Gender pay inequality remains a topical issue in France despite the introduction of numerous pieces of legislation intended to suppress the persistent pay gap in average remuneration between women and men. Although French employment law theoretically prohibits any discrimination based on gender and requires that employers ensure equal remuneration between women and men occupying a similar employment or an employment of similar value, there was still a global gap of approximately 19% in 2013 (10% when taking into account equivalent positions and conditions).

One of the main tools of gender pay equality policies in the workplace has been and remains the obligation of companies to conduct negotiations relating to the issue of professional equality and particularly regarding the gap in remuneration between women and men. The purpose of such negotiation is to reach an agreement with trade unions on the adoption of specific measures aiming in particular at reducing the salary gap and suppressing differences of treatment between women and men in general.

However, such obligation does not mean that employers are required to reach an agreement with trade unions and subsequently conclude a binding collective agreement with them. Consequently, French law provides that in the absence of an agreement on such issues, companies employing at least 50 employees are required to adopt a gender equality plan intended to suppress the gender salary gap. If the company fails to adopt such plan, it can be liable to a financial penalty of up to 1% of the total remuneration paid to its employees during the period of breach of the legislation.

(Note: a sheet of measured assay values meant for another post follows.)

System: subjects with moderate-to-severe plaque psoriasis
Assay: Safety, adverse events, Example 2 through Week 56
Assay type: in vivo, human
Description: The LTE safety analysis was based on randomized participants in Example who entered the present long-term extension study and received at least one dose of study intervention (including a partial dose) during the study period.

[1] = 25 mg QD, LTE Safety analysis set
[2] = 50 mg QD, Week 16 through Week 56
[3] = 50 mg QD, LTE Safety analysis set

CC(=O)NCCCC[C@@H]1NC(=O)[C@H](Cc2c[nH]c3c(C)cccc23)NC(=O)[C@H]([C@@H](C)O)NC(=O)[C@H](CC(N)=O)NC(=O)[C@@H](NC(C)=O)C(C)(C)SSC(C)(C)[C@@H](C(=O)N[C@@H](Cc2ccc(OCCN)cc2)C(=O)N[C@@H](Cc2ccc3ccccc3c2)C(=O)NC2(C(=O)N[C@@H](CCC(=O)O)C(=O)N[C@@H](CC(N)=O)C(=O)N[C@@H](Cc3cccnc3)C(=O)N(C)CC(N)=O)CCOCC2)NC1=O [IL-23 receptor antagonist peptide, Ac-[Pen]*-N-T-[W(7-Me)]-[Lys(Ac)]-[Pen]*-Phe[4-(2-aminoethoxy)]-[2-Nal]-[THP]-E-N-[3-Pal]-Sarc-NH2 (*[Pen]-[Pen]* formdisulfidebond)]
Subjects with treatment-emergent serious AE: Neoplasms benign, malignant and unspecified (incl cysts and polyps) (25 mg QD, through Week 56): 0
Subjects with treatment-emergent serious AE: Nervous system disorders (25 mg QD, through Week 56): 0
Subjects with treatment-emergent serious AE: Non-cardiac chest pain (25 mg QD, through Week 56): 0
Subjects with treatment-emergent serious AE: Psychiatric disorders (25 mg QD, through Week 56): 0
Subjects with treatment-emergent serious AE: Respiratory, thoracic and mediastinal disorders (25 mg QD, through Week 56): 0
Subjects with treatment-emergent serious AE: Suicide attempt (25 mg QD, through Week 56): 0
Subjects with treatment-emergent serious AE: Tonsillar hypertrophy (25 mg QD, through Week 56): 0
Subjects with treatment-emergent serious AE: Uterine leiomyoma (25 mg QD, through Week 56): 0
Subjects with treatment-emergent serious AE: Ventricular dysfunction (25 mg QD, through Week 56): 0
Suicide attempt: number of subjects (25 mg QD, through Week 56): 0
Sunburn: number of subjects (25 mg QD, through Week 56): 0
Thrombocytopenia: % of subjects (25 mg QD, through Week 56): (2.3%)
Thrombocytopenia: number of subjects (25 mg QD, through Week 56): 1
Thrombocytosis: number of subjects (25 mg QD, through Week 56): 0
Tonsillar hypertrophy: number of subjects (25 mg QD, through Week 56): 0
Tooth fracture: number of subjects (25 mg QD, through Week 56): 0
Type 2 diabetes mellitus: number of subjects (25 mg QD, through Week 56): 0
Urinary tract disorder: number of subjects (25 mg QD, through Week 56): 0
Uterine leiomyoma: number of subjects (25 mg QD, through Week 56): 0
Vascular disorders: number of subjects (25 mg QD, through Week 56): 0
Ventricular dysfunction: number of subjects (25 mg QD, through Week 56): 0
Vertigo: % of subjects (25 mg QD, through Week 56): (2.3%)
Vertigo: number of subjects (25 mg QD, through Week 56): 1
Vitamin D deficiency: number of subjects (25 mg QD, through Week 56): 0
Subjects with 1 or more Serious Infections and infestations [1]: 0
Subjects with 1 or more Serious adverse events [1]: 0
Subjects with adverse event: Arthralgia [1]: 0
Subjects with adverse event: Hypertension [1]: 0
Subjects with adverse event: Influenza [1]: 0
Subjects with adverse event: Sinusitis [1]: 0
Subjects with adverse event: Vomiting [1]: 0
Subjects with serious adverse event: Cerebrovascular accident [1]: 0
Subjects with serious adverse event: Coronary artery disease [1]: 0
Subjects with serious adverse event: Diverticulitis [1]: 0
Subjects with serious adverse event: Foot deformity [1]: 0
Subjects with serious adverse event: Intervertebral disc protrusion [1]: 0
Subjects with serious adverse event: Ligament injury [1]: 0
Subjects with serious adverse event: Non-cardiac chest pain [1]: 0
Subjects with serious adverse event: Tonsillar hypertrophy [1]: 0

In any event, for companies not meeting such criteria (i.e. companies which are not required to negotiate with trade unions and companies employing less than 50 employees), there is a general obligation pursuant to which they must take into account the issue of professional equality and provide for specific measures in order to achieve it.

There also exist various voluntary schemes through which employers can implement specific measures in order to remedy professional inequality between women and men in return for state subsidies or financial aid. An “equality label” has even been created in order to reward companies which proactively implement exemplary gender equality measures.

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